Not-Me-Ness

What might be the primal malignancy of the mind? This question takes form whenever my mind drifts to the murder of 132 boys in a Peshawar school ,or to the estimated one-and-half million people killed during partition of the Indian subcontinent in 1947. Or the Armenian genocide. And, of course, holocaust of Europe.


What occupies the mind of Boka Haram when they abduct, rape, and murder teenagers in Nigeria? Or of the “drone-democrizaing” notions of the sages of Washington? Or the framers of the U.S. constitution when they legalized unspeakable horrors of slavery? Such questions, of course, are endless. But each of them bring me to the question in the beginning of this article: What might be the primal malignancy of the mind? What my study of history informs me about the question is the same as my reflections on the current world affairs. The answers to the question is always the same: “Not-Us-Ness.”


When and how might the primal malignancy of the mind have begun. My mind drifts to some earlier time in the history before the birth of healers, the predecessors of doctors today. I see a hunter falling off a cliff and tearing up his thigh. Then I see some other hunter climbing down the cliff, looking at the blood spilling out, looking around, in despair picking up some tree bark, and slamming it on the gaping wound. The wounded hunter lives and looks at the tree bark as the miracle. Seeing this, the hunter who picked the bark begins to engage in a different ideation. I chose the right bark and so it must be within me. I must be gifted. I must be different from others.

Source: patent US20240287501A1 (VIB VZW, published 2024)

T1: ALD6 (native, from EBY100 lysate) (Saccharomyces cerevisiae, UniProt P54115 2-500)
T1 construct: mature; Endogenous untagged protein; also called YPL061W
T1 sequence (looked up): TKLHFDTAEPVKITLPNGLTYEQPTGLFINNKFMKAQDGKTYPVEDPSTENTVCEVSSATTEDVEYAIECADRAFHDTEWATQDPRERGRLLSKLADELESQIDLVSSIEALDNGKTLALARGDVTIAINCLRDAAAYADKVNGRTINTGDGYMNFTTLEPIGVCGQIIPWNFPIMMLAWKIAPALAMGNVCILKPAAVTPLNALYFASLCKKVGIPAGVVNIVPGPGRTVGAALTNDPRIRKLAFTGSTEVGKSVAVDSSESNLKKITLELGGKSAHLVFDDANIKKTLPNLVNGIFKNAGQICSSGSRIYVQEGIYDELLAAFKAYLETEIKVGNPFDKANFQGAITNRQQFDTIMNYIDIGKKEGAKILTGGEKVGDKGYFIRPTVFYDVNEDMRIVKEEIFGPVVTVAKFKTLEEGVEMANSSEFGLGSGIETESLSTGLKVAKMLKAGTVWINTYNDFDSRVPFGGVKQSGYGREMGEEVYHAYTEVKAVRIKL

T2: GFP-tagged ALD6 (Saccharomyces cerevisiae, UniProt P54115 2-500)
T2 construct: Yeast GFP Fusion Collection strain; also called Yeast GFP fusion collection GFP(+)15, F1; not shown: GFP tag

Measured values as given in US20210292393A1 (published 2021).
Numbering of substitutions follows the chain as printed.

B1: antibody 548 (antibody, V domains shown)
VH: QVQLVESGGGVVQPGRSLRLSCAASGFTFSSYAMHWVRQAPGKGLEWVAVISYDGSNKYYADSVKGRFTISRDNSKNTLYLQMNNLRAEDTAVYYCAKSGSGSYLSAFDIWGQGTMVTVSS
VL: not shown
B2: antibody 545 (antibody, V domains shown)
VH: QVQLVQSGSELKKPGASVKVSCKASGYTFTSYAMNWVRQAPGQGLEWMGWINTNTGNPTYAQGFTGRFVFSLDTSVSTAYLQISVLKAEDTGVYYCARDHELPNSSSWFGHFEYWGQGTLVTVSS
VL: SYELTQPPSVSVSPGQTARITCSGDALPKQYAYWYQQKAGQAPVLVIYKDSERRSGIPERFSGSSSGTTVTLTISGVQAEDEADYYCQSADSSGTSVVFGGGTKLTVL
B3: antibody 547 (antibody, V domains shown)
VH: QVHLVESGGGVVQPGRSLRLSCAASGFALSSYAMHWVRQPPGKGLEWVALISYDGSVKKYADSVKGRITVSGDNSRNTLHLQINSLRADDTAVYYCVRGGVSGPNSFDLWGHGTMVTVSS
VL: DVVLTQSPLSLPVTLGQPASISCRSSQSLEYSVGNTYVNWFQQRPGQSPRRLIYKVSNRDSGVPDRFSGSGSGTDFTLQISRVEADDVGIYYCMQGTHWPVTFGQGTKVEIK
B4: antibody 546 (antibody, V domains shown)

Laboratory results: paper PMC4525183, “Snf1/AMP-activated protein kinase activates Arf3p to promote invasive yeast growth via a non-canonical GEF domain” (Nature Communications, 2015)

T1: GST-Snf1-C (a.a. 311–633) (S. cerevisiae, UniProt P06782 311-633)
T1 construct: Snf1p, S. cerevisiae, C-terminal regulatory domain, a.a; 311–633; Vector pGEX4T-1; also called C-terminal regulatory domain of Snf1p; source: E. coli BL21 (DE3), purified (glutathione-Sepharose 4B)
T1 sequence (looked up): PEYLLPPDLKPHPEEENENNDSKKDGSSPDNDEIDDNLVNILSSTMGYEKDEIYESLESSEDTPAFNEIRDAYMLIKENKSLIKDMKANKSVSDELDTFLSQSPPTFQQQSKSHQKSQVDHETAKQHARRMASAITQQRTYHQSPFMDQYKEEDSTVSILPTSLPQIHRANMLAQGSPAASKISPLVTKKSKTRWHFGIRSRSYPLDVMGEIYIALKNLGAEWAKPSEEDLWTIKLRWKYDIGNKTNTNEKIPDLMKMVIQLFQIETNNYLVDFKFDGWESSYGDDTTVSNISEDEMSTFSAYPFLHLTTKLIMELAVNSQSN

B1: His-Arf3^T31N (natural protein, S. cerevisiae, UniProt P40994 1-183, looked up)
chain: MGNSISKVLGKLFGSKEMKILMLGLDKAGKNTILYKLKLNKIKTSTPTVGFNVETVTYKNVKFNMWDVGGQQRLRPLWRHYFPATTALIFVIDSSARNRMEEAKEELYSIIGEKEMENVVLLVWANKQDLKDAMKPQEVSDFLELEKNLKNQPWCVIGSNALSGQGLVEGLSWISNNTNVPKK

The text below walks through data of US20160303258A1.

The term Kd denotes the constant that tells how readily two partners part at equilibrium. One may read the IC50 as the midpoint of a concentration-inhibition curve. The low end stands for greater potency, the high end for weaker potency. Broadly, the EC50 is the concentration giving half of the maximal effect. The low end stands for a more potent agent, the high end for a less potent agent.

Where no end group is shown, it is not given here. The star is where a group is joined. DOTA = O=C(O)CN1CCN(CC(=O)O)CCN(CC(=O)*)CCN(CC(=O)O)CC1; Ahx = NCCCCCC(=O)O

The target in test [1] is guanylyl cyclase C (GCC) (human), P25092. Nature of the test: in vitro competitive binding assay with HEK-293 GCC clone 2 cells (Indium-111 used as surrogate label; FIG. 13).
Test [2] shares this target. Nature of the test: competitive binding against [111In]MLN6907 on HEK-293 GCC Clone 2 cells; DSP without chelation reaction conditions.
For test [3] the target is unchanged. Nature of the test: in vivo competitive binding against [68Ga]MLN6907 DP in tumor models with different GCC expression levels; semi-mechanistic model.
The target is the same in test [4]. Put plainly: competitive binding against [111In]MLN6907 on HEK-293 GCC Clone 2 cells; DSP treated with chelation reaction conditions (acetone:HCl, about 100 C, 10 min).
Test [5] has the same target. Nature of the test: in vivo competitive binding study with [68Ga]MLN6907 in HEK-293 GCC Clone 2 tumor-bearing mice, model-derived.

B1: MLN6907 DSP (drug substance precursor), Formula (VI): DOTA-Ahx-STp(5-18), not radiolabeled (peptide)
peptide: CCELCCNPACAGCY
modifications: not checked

Or, there was drought. The land was parched and so were its people. Children were dehydrated and listless. Their mothers were distraught. Everyone seeks help from the chief of the tribe. The chief looks up to sky, then stares at distant hills, then at the sun squinting to escape its scalding light. He looks down at dirt, then back to the comforting distant hills. He is a chief and knows well the dependence of his tribe on hope. How can I bring some hope to my people now? he murmurs to himself. His tribe looks at him and he at them. He knows he has no answer but knows that he can admit it. His has been good at pretense before and recognizes he has to do it.

That night, it happens. The sky pours and pours and pours water. The whole tribe rushes to surround the chief and rain dance celebration begins. The chief engages in the same ideation as the hunter. It must be within me. I must be gifted. I must be different from others. The Not-Me-Ness germinates. This or something like this must have been the beginning of the spirit men, men who know better and know that others are not like them.


The Greeks were ingenious creators of gods, one god for everything—every desire, every rage, every pursuit, every war, and every conquest—under the umbrella of their super-god, Zeus. But the god-making Greeks were not the first people to excel in the craft. Their were Indians before them. And the people of Rift valley long before them? God-making craft had to have been developed. And what was this craft all about? Shapes of Not-Me-Ness, of course.


Africans were not Asians. Asians were not Europeans. Europeans were not Eskimos. Hindus temples were not Buddhist monastries, which were not Jewish synagogues, which were not Christian churches, which were not Muslim mosques, which were not Sikh gurdawaras. It was Not-Me-Ness then and it is Not-Us-Ness now. It will be the same Not-Me-Ness in the future, for ever and ever.